TB: Who is one of your favourite characters on the album cover that your eyes instantly go to?
DH: My favourite one is the little skeleton doing yoga! I’m actually thinking of getting him printed on my drum skins for the upcoming tour. I just love him!
TB: You’ve explained that on this album you were all quite conscious to push your sound and experiment more than you have previously. So how did you navigate that? Did you find yourselves pulling each other up when you may have started to go down a familiar route?
DH: Yeah, I suppose a little bit. We did a few writing sessions over in LA at the beginning of the process. One of the first songs we did was ‘Ready For The High’. Once we got to where the chorus was going to be we decided to do something we had never done before and go from a straight beat to a swung beat, and deliberately change the feel of the song halfway through. It took us a while to figure out how to do it, but we got there, and I feel like we did it in a way that didn’t feel too jarring. Then once we got to the second chorus we decided to do a brass solo which was again something we had never done before. We really didn’t want to tread any old ground deliberately, but at the same time, you can’t really change what makes The Wombats when it’s us three doing it. Another song that was really different was ‘Method To The Madness’.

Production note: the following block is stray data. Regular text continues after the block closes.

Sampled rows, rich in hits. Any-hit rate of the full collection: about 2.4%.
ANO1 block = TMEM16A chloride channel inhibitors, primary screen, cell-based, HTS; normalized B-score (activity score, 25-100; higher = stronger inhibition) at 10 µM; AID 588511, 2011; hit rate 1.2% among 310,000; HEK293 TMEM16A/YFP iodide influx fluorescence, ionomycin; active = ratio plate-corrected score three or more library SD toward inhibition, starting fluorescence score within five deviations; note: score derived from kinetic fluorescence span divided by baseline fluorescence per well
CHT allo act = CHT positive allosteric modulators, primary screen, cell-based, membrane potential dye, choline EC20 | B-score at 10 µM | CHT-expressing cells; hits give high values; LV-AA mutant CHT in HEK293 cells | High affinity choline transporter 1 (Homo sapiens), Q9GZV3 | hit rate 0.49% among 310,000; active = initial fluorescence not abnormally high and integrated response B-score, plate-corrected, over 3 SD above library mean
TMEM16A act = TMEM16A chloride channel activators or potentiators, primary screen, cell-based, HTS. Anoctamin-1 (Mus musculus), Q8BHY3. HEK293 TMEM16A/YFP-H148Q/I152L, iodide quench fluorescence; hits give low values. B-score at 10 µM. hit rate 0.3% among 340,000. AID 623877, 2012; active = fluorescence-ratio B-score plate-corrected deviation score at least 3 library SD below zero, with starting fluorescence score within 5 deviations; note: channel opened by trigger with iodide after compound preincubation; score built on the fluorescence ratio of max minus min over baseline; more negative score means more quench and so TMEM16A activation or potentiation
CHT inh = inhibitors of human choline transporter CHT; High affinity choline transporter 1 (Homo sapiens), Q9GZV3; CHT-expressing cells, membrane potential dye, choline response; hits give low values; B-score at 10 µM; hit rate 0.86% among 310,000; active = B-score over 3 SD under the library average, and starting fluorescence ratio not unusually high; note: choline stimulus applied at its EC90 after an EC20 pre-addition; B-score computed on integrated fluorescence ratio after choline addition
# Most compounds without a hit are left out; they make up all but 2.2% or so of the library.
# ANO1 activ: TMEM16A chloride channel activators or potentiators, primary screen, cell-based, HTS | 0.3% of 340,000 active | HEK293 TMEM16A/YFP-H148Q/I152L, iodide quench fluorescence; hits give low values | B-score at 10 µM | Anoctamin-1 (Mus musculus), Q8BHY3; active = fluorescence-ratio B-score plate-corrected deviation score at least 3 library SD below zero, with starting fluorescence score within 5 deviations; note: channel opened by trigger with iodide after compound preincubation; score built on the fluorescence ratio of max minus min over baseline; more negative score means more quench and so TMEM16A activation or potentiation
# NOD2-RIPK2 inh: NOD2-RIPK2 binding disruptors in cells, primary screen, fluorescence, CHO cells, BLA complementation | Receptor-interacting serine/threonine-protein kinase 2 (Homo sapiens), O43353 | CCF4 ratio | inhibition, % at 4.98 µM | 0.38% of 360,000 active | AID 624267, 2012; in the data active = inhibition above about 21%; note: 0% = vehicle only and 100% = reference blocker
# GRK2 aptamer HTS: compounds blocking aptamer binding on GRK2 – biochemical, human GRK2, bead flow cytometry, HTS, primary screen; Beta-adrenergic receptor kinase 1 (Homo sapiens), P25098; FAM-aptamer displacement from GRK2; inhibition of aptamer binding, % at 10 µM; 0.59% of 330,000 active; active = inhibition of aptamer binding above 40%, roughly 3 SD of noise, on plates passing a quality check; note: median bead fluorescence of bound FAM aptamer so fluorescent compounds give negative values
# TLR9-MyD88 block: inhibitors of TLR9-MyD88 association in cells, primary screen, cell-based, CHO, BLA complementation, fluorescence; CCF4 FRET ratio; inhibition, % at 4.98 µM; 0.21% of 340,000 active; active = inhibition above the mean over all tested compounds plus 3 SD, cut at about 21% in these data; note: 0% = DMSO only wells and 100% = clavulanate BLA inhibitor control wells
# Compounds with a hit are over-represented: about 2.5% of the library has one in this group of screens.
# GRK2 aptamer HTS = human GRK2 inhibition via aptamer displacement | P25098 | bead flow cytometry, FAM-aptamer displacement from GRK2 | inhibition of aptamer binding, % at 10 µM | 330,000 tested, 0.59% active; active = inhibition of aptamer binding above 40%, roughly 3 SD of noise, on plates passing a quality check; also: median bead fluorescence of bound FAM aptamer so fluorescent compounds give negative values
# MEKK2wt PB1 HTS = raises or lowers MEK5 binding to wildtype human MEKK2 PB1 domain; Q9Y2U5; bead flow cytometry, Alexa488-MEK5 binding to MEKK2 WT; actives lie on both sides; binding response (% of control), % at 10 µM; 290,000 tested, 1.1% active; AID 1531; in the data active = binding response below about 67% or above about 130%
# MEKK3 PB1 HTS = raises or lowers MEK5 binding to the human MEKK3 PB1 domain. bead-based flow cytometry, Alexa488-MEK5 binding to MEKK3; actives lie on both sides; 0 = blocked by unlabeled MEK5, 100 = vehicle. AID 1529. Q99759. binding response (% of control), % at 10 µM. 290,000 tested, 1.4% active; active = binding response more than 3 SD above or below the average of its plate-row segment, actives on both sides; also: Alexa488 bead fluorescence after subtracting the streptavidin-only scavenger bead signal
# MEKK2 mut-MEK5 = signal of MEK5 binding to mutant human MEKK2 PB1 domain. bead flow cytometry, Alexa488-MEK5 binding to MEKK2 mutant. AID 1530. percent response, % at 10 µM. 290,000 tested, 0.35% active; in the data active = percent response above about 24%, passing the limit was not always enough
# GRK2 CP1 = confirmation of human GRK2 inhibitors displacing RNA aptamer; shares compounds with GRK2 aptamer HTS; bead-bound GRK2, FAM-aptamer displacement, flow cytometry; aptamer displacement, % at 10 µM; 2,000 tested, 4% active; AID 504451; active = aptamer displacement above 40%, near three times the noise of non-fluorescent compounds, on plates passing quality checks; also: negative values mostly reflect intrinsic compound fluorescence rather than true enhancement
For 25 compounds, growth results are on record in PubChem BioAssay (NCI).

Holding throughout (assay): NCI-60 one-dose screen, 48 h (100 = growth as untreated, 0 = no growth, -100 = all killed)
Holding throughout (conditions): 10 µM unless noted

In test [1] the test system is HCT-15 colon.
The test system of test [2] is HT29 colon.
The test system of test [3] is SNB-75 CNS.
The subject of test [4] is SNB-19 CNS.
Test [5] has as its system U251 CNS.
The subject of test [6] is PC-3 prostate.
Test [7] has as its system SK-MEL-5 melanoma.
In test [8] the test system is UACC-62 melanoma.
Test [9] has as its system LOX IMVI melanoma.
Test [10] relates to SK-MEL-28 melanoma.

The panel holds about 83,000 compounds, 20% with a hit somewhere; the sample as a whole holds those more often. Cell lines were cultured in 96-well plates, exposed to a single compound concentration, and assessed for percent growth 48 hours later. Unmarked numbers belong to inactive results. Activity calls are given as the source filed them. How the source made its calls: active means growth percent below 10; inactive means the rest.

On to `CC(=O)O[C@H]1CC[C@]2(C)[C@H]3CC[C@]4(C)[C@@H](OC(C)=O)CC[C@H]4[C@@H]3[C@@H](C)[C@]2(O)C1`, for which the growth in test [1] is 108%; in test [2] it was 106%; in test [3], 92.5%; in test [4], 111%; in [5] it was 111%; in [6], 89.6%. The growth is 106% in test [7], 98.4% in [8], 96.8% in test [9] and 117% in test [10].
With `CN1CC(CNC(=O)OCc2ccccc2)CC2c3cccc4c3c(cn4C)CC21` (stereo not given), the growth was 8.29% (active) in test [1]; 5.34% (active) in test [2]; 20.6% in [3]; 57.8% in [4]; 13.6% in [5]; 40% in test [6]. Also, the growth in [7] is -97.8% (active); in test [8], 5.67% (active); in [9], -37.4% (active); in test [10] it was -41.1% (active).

TB: Is there a unique instrument or sample on this record that people can listen out for?
DH: There are loads of little bits to look out for! Towards the end of the second verse of ‘Everything I Love Is Going To Die’ there is a little funny sample that lives there. We had this sampler keyboard that I was mucking around with as the producer Mark Crew encouraged me to go in and give him a bunch of random sounds that he could later cut up. So I was being really stuipid with it, and for one of them I started yelling “what the fuck, what the fuck” in a Scottish accent, and he cut it up and it’s now in there. We only figured out he included it while we were mixing the song *laughs*.
TB: What song on the record went through the most versions to get it to where it is now?